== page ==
Hasselblad has made some of the finest cameras since the 1950’s, and their newest camera looks like it fits with their reputation for quality and simplicity. The recently announced X1D stands out from all other medium format cameras because it is mirrorless and includes all the latest technology treats I’ve come to rely upon. Today I got my hands on it at Pro Photo Supply in Portland, OR, and I’m ready to share my initial impressions. You can check out all the specs here, so I’ll tell you about the stuff you don’t get reading the brochures.
To start with, if you’ve never shot with medium format cameras (digital or film) you should head over to www.lensrentals.com and get your hands on a camera right now. It’s a whole different view of the world, and ultimately it’s the reason I sold my full frame cameras. When I consider full frame and micro four thirds cameras there’s just not that much difference in the size of the sensor. Stepping up to medium format is truly full frame and is so attractive. Just look at the size of the sensor compared to the full frame nikon in the picture above.
It Feels Good
For US$9,000, the X1D should feel really good in your hands, and it does. It has a deep grip on both the front and the back so it’s a very positive grip that helps ensure you won’t drop it, and I think it’ll sit more stably in your hand. The buttons are logically placed and easily reached. One thing about Hasselblad digital cameras compared to other brands is that there’s an economy to the design and user interface. There are not a lot of buttons, there’s not a swivel screen, there aren’t function switches all over as you’ll find littering the surface of other cameras. It’s milled from aluminum, which means they start with a solid block of aluminum and literally carve the body out. It is slightly heavier than other cameras which use alloys with molybdenum, but my impression is that it’s much more durable. Other camera bodies are fairly brittle and will crack when dropped. My experience with aluminum is that it’ll dent when dropped, rather than break, and that should protect the innards better, too. Even the grip material feels like it’s going to last a lifetime.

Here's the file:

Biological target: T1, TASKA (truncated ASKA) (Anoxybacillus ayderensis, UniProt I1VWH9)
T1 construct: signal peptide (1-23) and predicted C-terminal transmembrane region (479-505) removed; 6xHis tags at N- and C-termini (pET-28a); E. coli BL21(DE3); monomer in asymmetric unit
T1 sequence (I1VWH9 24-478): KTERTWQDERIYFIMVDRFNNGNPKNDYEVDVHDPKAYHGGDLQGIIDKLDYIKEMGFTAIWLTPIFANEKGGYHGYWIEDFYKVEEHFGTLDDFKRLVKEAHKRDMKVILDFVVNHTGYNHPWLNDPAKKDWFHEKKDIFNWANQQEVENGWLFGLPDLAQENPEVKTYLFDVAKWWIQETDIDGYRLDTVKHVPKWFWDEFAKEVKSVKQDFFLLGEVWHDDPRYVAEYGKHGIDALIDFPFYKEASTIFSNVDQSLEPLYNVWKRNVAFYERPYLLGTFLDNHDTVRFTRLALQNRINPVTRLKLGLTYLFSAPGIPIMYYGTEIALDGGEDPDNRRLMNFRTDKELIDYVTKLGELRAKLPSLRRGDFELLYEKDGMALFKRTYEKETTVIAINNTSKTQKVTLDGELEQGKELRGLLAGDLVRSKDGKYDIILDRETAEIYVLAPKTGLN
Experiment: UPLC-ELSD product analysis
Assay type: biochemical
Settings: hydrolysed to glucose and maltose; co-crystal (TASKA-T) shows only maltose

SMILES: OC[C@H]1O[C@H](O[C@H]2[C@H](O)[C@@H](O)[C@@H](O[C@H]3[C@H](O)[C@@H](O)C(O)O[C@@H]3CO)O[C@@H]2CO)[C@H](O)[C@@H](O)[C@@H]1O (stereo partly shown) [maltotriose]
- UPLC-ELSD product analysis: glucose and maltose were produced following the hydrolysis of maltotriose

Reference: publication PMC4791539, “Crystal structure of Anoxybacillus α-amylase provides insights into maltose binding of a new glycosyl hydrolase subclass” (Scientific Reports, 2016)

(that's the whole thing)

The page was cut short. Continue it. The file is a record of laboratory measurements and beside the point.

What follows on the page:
I’ve owned 25 DSLR’s and Lumix cameras in the last 7 years, and while most of them would still be shooting if I had kept them, this camera feels like I’d never need a different camera and it’ll still be shooting when I pass it on to my grandchildren.
It shoots video, which I think will be really intriguing since the depth of field could be razor thin. Importantly, it has jacks for both a microphone and headphones. This is essential so you can hear exactly what the sound being recorded is like. It’s got two SD card slots.
It has wifi built in so it can communicate with a smartphone app and provides live view, shooting controls, and image preview directly to your phone. Tethered shooting is built in, and it has HDMI and USB3 jacks. The LCD is sharp and bright, and the viewfinder is a nice size and seems to be sharp and clear (it’s currently programmed with auto gain always on, but I’d like to see a Constant Preview setting like I have in my Lumix bodies).
It’s terrific that its longest shutter speed is 60 minutes, not a mere 30 seconds like most DSLRs. Shooting star trails and other long exposures without having to use a timer on my phone would be great.
One of the coolest features is that it works with Nikon’s Creative Lighting System, so you can use any Nikon speedlight with it and even control remote units with a commander on the camera. That means you can also use your pocket wizards made for Nikon with it. I suppose that means we won’t be seeing a medium format camera from Nikon, but it makes lighting with this camera really accessible.
What’s really incredible is that Hasselblad has an awesome mirrorless camera before Canon or Nikon.
Am I Buying One?
Not yet. There are currently only two lenses built for it specifically, a 45mm and a 90mm (33mm and 70mm equivalent on full frame). A 24mm equivalent is coming soon, but I’d like to see something longer for portraits. Lenses for the other Hasselblad bodies can be used with adapters (if it has focus peaking, that’ll be great). It’s a costly system to get into, but it really seems like a camera that would last a very long time (or at least until SD cards are no longer viable–but the same thing happened with film). I often joke that the problem with buying the best equipment is that you can’t blame your tools for making poor photographs anymore. But the feel of this camera and the wonderful pictures it makes in medium format having me considering it.
Just don’t tell my wife I’m considering it.